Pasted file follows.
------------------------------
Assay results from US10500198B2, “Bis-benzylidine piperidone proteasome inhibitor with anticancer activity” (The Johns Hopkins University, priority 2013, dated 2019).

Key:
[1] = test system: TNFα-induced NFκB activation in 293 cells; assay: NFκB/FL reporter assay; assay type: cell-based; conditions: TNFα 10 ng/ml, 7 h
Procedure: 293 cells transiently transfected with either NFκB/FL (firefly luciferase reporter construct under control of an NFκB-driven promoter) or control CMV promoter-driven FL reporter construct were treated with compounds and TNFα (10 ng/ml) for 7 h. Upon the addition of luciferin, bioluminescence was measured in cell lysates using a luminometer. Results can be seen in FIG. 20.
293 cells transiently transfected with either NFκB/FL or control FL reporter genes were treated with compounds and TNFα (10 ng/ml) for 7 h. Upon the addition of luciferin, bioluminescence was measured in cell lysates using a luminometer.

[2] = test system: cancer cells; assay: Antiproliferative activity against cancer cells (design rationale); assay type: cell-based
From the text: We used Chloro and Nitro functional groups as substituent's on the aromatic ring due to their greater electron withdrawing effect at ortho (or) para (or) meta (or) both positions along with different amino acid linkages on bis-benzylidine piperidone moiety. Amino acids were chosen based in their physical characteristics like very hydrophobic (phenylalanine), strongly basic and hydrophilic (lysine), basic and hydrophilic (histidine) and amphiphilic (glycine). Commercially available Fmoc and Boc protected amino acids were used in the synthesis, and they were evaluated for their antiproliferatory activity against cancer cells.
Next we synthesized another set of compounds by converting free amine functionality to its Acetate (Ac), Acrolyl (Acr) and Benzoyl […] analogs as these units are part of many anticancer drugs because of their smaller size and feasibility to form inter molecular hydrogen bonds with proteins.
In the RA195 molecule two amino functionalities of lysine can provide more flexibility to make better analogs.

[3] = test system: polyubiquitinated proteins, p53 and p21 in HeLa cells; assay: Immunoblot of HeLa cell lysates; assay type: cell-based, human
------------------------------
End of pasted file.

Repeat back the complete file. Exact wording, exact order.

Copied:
Assay results from US10500198B2, “Bis-benzylidine piperidone proteasome inhibitor with anticancer activity” (The Johns Hopkins University, priority 2013, dated 2019).

Key:
[1] = test system: TNFα-induced NFκB activation in 293 cells; assay: NFκB/FL reporter assay; assay type: cell-based; conditions: TNFα 10 ng/ml, 7 h
Procedure: 293 cells transiently transfected with either NFκB/FL (firefly luciferase reporter construct under control of an NFκB-driven promoter) or control CMV promoter-driven FL reporter construct were treated with compounds and TNFα (10 ng/ml) for 7 h. Upon the addition of luciferin, bioluminescence was measured in cell lysates using a luminometer. Results can be seen in FIG. 20.
293 cells transiently transfected with either NFκB/FL or control FL reporter genes were treated with compounds and TNFα (10 ng/ml) for 7 h. Upon the addition of luciferin, bioluminescence was measured in cell lysates using a luminometer.

[2] = test system: cancer cells; assay: Antiproliferative activity against cancer cells (design rationale); assay type: cell-based
From the text: We used Chloro and Nitro functional groups as substituent's on the aromatic ring due to their greater electron withdrawing effect at ortho (or) para (or) meta (or) both positions along with different amino acid linkages on bis-benzylidine piperidone moiety. Amino acids were chosen based in their physical characteristics like very hydrophobic (phenylalanine), strongly basic and hydrophilic (lysine), basic and hydrophilic (histidine) and amphiphilic (glycine). Commercially available Fmoc and Boc protected amino acids were used in the synthesis, and they were evaluated for their antiproliferatory activity against cancer cells.
Next we synthesized another set of compounds by converting free amine functionality to its Acetate (Ac), Acrolyl (Acr) and Benzoyl […] analogs as these units are part of many anticancer drugs because of their smaller size and feasibility to form inter molecular hydrogen bonds with proteins.
In the RA195 molecule two amino functionalities of lysine can provide more flexibility to make better analogs.

[3] = test system: polyubiquitinated proteins, p53 and p21 in HeLa cells; assay: Immunoblot of HeLa cell lysates; assay type: cell-based, human